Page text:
Chord (featuring Trevor de Brauw)

Like Bruce Lamont, Chicago's own Trevor Shelley-de Brauw of Pelican and Chord (who played with Bruce Lamont at Empty Bottle last week) told us about his favorite albums of 2011. Check out his whole detailed list below and catch him live on 12/28 at The Burlington with Head of Skulls and Planetsexploder.

Trevor's list below...

Top 10 Albums of 2011

by Trevor de Brauw

Looking over my list, in full below, I notice there's no debuts or newcomers (Horseback were new to me, but they've been around for awhile under my radar); for me the theme for the year was bands and musicians coming into their own and delivering on the promise of their earlier material. As excited as I get for new bands and sounds, I find nothing nearly as fulfilling as bands and artists developing over time and honing their talents into more cohesive, mature efforts. With that in mind I think this was a great year for music....

1. Young Widows "In And Out of Youth And Lightness" (Temporary Residence)
I've loved this band from day one, but even at the doomrock/pigfuck/hardcore hybrid pinnacles of their last effort, the masterful "Old Wounds", there was little to suggest that the band had a certifiable timeless masterpiece up their sleeves. Trading the heavy riff exercises of former albums for vast midnight-hued atmosphere, this album creates its own self-contained world that subsumes everything else for the duration of its playing length. Everything from imagery of the lyrics, the relaxed playing and arrangements, the in-the-pocket performances, the dynamic songwriting, the warm and rich recording, and beautiful album artwork exhibits a comprehensive thoughtfulness of approach and execution.

2. KEN Mode "Venerable" (Profound Lore)
What an utterly pulverizing record. Perfectly tempered aggression brilliantly executed. They also put on one of the most punishing heavy music shows I saw all year.

3. Grails "Deep Politics" (Temporary Residence)
This one is a bit of a left turn from the bombastic psych-rock of their last album, Doomsdayer's Holiday, with the band turning their collective focus to the production end of things. I tend to associate carefully constructed or meticulously produced music as belonging to the electronic realm, but Grails crafted an album that feels warm, human, and very much like an actual band mastering the art of aural architecture.

4. Radiohead "The King of Limbs" (TBD Records)
Speaking of "carefully constructed" or "meticulously produced" music belonging to the electronic realm. When I first heard this album I knew it was a grower; and though I didn't love it at first periodic spins revealed that buried within layer upon layer of sounds and rhythms there was a beautiful order and amazing songs (this effect was driven home by the excellent companion piece Live in the Basement). It's fantastic to see a band willing to take on risks despite their success and continue to effectively evolve and stay vital so deep into their career.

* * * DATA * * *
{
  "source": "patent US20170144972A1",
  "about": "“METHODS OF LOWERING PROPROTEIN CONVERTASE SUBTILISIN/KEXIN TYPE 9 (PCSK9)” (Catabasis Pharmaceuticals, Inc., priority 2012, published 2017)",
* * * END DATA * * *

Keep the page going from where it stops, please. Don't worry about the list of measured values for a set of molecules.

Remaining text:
5. Various Artists "Those Shocking Shaking Days: Indonesian Hard, Psychedelic, Progressive Rock and Funk 1970-1978" (Now-Again Records)
I went in hard on Asian/Middle Eastern psych reissues this year; hearing familiar sounds through a regional veil can act as gateway into folk sounds and ideas from different cultures while also revealing what's vital at the core of the source of familiarity. While most of the records of this ilk that I got this year feature a ramshackle approach to performance and/or recording (which I chalk up to a presumed lack of resources); when I happened upon this 3xLP from Now-Again I was staggered by the professionalism and clarity of the songs and bands on the collection. This is an immense look into a fully developed and and vibrant rock scene that emerged from an island nation that most recently made music headlines for detaining and forcibly shaving off punks' mohawks. An amazing time capsule and fantastic collection of jams.

6. Tombs "Path of Totality" (Relapse)
When Pelican toured with Tombs in 2009, as they were beginning to work on the material that would comprise this album, it felt very much like they were on the cusp of an aesthetic breakthrough. What emerged on the other side is massive and immersive and easily one of the best metal records of the year.

7. Horseback live at Utech Fest
Although I loved the whole fest, by 1am I was beginning to feel a little burnt out, hours deep into a sonic diet of ambient and experimental sounds. I was instructed NOT to miss Horseback by several of my friends and man, am I glad I stuck around. They did a 180 on the vibe in the room, churning out a four song set that was energetic and heavy, but also charged with their trademark hypnotic repetition. They have a new one dropping next year, easily one of the records I'm anticipating most right now.

8. David Bazan "Strange Negotiations" (Barsuk)
I'm a longtime fan of Bazan's songwriting. His first solo album was good, but felt a bit self-obsessed lyrically. Here he returns to his strength of writing in parables. It's not my favorite record of his by any means, but some of the songs (see "Virginia", "Wolves at the Door", "Don't Change") are undeniable from a songwriting perspective.

9. Various Artists "Pakistan: Folk and Pop Instrumentals 1966-1976" (Sublime Frequencies)
Another from my bevy of psych reissues that I binged on. This one covers a ton of territory, but overall has a sense of fun that is irresistible.

10. Cave "Neverendless" (Drag City)
Wow. Chicago's masters of psychedelic/krautrock revision really came into their own on this one. Only five songs, but each of them featuring some of the best grooves laid to tape all year. Definitely one of the most exciting bands keeping psych alive right now.


Catch CAVE at Chicago Psych Fest 3 in January.

Listen to some Chord:

Chord - Gdim13+ by Trevor de Brauw